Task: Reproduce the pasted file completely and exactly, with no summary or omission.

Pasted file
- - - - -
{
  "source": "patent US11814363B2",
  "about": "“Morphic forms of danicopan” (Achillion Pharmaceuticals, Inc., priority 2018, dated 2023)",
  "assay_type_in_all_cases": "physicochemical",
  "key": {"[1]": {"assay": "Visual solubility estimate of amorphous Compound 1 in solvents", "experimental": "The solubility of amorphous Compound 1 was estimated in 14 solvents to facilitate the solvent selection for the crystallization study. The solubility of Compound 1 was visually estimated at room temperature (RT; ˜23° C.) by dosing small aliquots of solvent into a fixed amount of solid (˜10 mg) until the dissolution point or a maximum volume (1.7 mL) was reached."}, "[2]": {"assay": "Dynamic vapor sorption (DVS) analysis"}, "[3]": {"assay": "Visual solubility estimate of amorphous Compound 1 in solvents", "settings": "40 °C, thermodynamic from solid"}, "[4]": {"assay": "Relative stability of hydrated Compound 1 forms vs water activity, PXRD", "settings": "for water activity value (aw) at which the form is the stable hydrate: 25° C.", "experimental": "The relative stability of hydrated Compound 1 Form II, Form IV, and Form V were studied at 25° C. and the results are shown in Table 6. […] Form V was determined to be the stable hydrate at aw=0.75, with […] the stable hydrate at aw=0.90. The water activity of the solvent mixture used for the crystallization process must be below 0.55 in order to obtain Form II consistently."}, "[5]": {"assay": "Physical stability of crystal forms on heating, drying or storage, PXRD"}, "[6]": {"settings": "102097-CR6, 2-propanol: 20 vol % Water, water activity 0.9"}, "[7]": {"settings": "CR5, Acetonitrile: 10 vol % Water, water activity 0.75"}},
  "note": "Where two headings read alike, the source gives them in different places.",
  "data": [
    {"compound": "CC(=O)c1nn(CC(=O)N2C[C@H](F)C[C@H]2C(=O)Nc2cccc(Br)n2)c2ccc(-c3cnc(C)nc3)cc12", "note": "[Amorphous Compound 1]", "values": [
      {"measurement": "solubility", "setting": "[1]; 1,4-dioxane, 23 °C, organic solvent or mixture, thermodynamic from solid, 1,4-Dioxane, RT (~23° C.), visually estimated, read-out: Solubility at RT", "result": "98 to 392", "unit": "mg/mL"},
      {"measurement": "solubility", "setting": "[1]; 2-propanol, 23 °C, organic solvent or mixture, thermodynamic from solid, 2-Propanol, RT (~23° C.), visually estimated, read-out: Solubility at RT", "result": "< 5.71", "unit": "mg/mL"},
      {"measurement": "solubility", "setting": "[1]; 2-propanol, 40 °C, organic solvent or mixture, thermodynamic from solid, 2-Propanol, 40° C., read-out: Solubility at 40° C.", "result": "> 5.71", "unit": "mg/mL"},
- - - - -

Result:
{
  "source": "patent US11814363B2",
  "about": "“Morphic forms of danicopan” (Achillion Pharmaceuticals, Inc., priority 2018, dated 2023)",
  "assay_type_in_all_cases": "physicochemical",
  "key": {"[1]": {"assay": "Visual solubility estimate of amorphous Compound 1 in solvents", "experimental": "The solubility of amorphous Compound 1 was estimated in 14 solvents to facilitate the solvent selection for the crystallization study. The solubility of Compound 1 was visually estimated at room temperature (RT; ˜23° C.) by dosing small aliquots of solvent into a fixed amount of solid (˜10 mg) until the dissolution point or a maximum volume (1.7 mL) was reached."}, "[2]": {"assay": "Dynamic vapor sorption (DVS) analysis"}, "[3]": {"assay": "Visual solubility estimate of amorphous Compound 1 in solvents", "settings": "40 °C, thermodynamic from solid"}, "[4]": {"assay": "Relative stability of hydrated Compound 1 forms vs water activity, PXRD", "settings": "for water activity value (aw) at which the form is the stable hydrate: 25° C.", "experimental": "The relative stability of hydrated Compound 1 Form II, Form IV, and Form V were studied at 25° C. and the results are shown in Table 6. […] Form V was determined to be the stable hydrate at aw=0.75, with […] the stable hydrate at aw=0.90. The water activity of the solvent mixture used for the crystallization process must be below 0.55 in order to obtain Form II consistently."}, "[5]": {"assay": "Physical stability of crystal forms on heating, drying or storage, PXRD"}, "[6]": {"settings": "102097-CR6, 2-propanol: 20 vol % Water, water activity 0.9"}, "[7]": {"settings": "CR5, Acetonitrile: 10 vol % Water, water activity 0.75"}},
  "note": "Where two headings read alike, the source gives them in different places.",
  "data": [
    {"compound": "CC(=O)c1nn(CC(=O)N2C[C@H](F)C[C@H]2C(=O)Nc2cccc(Br)n2)c2ccc(-c3cnc(C)nc3)cc12", "note": "[Amorphous Compound 1]", "values": [
      {"measurement": "solubility", "setting": "[1]; 1,4-dioxane, 23 °C, organic solvent or mixture, thermodynamic from solid, 1,4-Dioxane, RT (~23° C.), visually estimated, read-out: Solubility at RT", "result": "98 to 392", "unit": "mg/mL"},
      {"measurement": "solubility", "setting": "[1]; 2-propanol, 23 °C, organic solvent or mixture, thermodynamic from solid, 2-Propanol, RT (~23° C.), visually estimated, read-out: Solubility at RT", "result": "< 5.71", "unit": "mg/mL"},
      {"measurement": "solubility", "setting": "[1]; 2-propanol, 40 °C, organic solvent or mixture, thermodynamic from solid, 2-Propanol, 40° C., read-out: Solubility at 40° C.", "result": "> 5.71", "unit": "mg/mL"},